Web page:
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Tina Fey as Liz Lemon (Ali Goldstein/NBC)
Tina Fey as Liz Lemon (Ali Goldstein/NBC)

Goodbye, geek chic: Will glasses soon be history? Add to ...

Tavi Gevinson, 15-year-old fashion blogger, recently launched her online magazine, Rookie. Making the press rounds, she looked typically cool with her Cleopatra eye makeup and thrift-store shifts, but something was different: no eyeglasses. Asked where her trademark round rims had gone, she said, “I was tired of them.”

Somehow, Gevinson’s naked face is jarring. With the statement glasses removed, she still looks great, but her youth is newly emphasized, which makes her place of influence in the fashion world even stranger. Turns out she really is a kid at the cocktail party, not just a short version of Edith Head.

I flashbacked to when my friend T. got laser surgery and put away his signature rimless glasses. Suddenly, he looked less like a Danish architect and more like a steak-fed frat boy. Plus, his eyes seemed to have been replaced by a set belonging to a baby squirrel; lenses had clearly been amplifying his eyeball size, like Mr. Magoo, but in a good way. Glasses-less, he looked entirely unfamiliar.

But it’s time to get used to the discomfiting transformations of the glasses people, as glasses may have had their day. Cheaper contacts and laser surgery have already vanquished many frames. And last year, scientists at King’s College in London identified a gene that causes myopia. One researcher speculated that, in a decade, shortsightedness could be cured with eye drops.

“This is a moment of transition,” says Mel Rapp, of Toronto’s boutique Rapp Optical. Rapp has been wandering the world for two years shooting an unfinished documentary investigating the “culture of eyewear.” The meaning of glasses, he discovered, is culturally entrenched. In Germany, designers told him customers want “functionality.” In France, the priority is “glamour.” In Rapp’s elegant downtown store, staffers confront daily the deep psychological grooves carved by vision problems. Recently a woman came in wearing the same Rapp glasses she’d had for years: “She was very attractive, 35 years of age, strong prescription and a difficult fit – tiny bridge. She had an upsweep, and was wearing cat frames in a two-tone dark tortoise, with a stripe of honey yellow – beautiful,” Rapp says. After a lifetime of eye patches and painful eye doctor’s appointments, she had come to love glasses as bold as the rest of her wardrobe: “Glasses were the key to her visual identity.” On his list “How To Become a Fashion Eccentric,” Slate fashion columnistSimon Doonan puts glasses at No. 1.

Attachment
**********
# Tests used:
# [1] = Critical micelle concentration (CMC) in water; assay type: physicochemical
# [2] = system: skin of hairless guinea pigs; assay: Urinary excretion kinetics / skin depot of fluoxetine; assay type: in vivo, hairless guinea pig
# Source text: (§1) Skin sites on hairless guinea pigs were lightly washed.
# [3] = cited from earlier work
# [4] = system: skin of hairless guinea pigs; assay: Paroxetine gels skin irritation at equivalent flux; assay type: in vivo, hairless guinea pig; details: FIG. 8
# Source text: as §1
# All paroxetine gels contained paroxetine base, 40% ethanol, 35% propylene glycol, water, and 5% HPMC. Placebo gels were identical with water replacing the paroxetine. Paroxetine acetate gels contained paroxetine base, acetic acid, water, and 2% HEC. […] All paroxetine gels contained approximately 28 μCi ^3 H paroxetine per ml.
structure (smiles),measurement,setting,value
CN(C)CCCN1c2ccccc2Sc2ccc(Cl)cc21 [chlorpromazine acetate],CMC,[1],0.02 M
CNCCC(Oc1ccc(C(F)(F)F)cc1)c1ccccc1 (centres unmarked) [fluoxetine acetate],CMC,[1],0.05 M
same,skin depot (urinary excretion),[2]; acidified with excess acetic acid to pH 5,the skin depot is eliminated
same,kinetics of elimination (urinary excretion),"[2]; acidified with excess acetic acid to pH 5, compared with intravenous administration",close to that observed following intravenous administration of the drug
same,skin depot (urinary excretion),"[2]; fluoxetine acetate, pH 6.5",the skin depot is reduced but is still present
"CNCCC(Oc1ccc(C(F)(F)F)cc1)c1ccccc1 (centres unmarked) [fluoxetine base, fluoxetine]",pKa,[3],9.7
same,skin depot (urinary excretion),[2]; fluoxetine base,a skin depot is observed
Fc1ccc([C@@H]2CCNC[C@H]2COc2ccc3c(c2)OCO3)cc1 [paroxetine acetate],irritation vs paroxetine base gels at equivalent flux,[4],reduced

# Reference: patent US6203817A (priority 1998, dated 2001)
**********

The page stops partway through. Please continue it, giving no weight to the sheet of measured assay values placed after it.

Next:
Fashion aside, glasses mean that you are obviously smart. A British study found that wearing glasses to a job interview leaves a stronger impression of professionalism and intelligence than going bare. A celebrity in glasses isn’t just nearsighted, but anti-glam, and eager to declare his or her unexplored depths (see: Justin Timberlake, Anne Hathaway.)

Glasses are the cornerstone of the enduring geek-chic trend. The coder blinking in the light of his computer screen now has glasses in common with Rachel Zoe’s former assistant, Brad Goreski, in his vintage frames and bow ties. Of course hipsters embrace the anti-sophistication of old black glasses, the uglier the better, rejecting what The Man calls “beautiful.” Thick black glasses are a glance backward that means: “I’m no slave to passing fashion; my grandfather wore these in the army!” Hipster glasses place the wearer on a continuum of cool with Jean-Luc Godard, Woody Allen and Tina Fey.

But those with lifelong eye problems know that embracing glasses in adulthood is a way of undoing years of childhood mockery. Despite the sexy librarian fantasy, pop culture shorthand for “ugly girl” is a pair of glasses, hence Jan Brady’s freak-out upon receiving the news that she needed a pair: “Not glasses! They’ll make me look absolutely positively goofy!” A girl with glasses is into books, not boys, which is a fatal high-school strategy, according to many sitcoms.

While girls in glasses get labelled unkissable pre-makeover nerds, fictional guys in glasses are usually a variation of Piggy in Lord of the Flies. If I may quote from memory, the kicker of my Coles Notes-influenced Grade 9 essay: “Piggy had glasses because he was smart and the only one who could see the truth. So they killed him.”

Mel Rapp believes we are entering the digital eyewear age, where frames will include miniature telecommunication devices and lenses will act as computer screens. “The cyborg exists. The future is now,” he says.

But what I like about glasses is the lack of mechanization: no logging in, no recharging. My hand is the on-off button. What interactivity they provide is human and real-time. Glasses admit to the body’s frailty. They’re a sign that decay can’t always be stemmed and our physical selves can’t always be reoriented in the direction we demand. Instead, we can invent objects that make the most of the body on offer, with only gentle alteration. Glasses are an old technology that is still revolutionary, functional and glamorous, and entirely personal.

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